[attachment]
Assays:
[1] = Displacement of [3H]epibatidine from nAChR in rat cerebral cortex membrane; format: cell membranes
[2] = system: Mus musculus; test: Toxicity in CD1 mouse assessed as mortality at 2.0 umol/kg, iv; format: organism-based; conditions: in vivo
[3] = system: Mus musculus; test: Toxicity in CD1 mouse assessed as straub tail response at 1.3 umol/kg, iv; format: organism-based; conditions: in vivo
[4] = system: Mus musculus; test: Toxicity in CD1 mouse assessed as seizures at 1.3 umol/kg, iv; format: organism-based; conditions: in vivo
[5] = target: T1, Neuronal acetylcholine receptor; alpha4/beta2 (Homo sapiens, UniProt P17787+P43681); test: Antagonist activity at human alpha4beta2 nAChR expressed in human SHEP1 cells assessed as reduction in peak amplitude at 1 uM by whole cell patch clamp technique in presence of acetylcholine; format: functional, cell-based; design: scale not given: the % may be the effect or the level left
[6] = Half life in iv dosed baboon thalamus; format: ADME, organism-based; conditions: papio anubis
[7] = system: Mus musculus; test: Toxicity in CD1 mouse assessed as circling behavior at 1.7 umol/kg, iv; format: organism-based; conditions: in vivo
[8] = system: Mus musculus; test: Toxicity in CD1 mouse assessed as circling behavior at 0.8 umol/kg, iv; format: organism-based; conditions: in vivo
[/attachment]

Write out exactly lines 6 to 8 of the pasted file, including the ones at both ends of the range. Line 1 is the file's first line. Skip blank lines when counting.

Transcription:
[5] = target: T1, Neuronal acetylcholine receptor; alpha4/beta2 (Homo sapiens, UniProt P17787+P43681); test: Antagonist activity at human alpha4beta2 nAChR expressed in human SHEP1 cells assessed as reduction in peak amplitude at 1 uM by whole cell patch clamp technique in presence of acetylcholine; format: functional, cell-based; design: scale not given: the % may be the effect or the level left
[6] = Half life in iv dosed baboon thalamus; format: ADME, organism-based; conditions: papio anubis
[7] = system: Mus musculus; test: Toxicity in CD1 mouse assessed as circling behavior at 1.7 umol/kg, iv; format: organism-based; conditions: in vivo